Wednesday, May 16, 2018

Quick Restore

It's one of those weeks where I'm feeling sort of uninspired to write - I've already written loads about my mystery injury, pulling out of the Brooklyn Half, and all the emotion and uncertainty that goes along with that.  To save you from more pontificating on the same, I just want to share a restorative pose that I've been loving lately.

Having this sharp in my adductor/groin area, I'm having to pull back a lot from demonstrating in my classes.  I'm trying to avoid lunges altogether, which is challenging to say the least.  And since I'm pulling back from demonstrating, I'm definitely not doing yoga for myself - I can't remember the last time I took a class, and I think the last time I practiced on my own was in Costa Rica!  While that makes me sad and I continue to be uncertain of what's safe to do to aid in my recovery and what's not, I know that I can always count on restorative yoga poses to help both my body and my brain in this weird and frustrating time.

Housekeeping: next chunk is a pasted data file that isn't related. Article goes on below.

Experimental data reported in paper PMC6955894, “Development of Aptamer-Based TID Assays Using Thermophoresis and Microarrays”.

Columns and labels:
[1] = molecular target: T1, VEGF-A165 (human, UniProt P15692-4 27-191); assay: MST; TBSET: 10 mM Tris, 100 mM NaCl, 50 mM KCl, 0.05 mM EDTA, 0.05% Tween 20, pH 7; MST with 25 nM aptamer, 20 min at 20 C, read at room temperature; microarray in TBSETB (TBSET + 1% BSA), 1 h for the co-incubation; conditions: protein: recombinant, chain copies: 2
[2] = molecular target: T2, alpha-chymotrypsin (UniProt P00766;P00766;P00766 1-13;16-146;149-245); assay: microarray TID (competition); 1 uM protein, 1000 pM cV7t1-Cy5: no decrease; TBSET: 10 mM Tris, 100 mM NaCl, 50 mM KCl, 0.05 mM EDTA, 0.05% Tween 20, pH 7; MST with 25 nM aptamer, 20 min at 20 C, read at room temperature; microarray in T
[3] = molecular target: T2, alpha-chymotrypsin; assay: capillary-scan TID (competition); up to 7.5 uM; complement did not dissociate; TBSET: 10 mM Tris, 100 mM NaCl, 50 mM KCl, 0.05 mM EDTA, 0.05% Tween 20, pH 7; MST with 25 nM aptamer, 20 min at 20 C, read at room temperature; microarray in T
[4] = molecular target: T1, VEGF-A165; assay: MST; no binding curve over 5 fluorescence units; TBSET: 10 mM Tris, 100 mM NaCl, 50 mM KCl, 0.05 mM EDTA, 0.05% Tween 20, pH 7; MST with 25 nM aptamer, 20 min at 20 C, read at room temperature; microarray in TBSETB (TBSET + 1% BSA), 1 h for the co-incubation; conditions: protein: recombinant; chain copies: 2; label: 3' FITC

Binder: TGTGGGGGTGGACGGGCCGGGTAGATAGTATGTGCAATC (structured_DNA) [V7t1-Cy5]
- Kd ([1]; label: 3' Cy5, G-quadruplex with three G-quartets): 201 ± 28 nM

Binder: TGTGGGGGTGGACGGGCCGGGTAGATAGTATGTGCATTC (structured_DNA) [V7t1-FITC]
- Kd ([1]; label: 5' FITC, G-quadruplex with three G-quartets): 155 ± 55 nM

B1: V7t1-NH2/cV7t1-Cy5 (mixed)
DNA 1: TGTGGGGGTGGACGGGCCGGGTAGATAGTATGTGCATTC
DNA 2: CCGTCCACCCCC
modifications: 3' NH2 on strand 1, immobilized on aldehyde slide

Restorative Bridge pose is something you can do so easily - all you need is something to place under your sacrum to elevate it while you lay down.  Traditionally it's done with feet on the floor and knees bend, and either with a yoga block or a bolster - but a thick book would do the trick just as well if you don't have any props.  As long as your prop is a comfortable height and as long as it is placed on your sacrum - not your tailbone, not your lumbar curve, but in between - then you should be able to rest comfortably in the pose.  Comfort is what restorative yoga is all about.

Since I've had such hip funkiness going on lately, I've really loved this variation of it, pictured below, with legs straight.  It's a passive way to open up the hip flexors without putting any weight, pressure, or strain on it.  It's an amazing stress reliever no matter what is going on in your body or your brain.  I recommend staying in it for as long as you possibly can, starting by breathing deeply and slowly, and then allowing yourself to relax into it and let your breath flow without worrying about manipulating it further.

Picture courtesy of Kelly Collins from her lovely post,
6 Restorative Yoga Poses for Adrenal Fatigue

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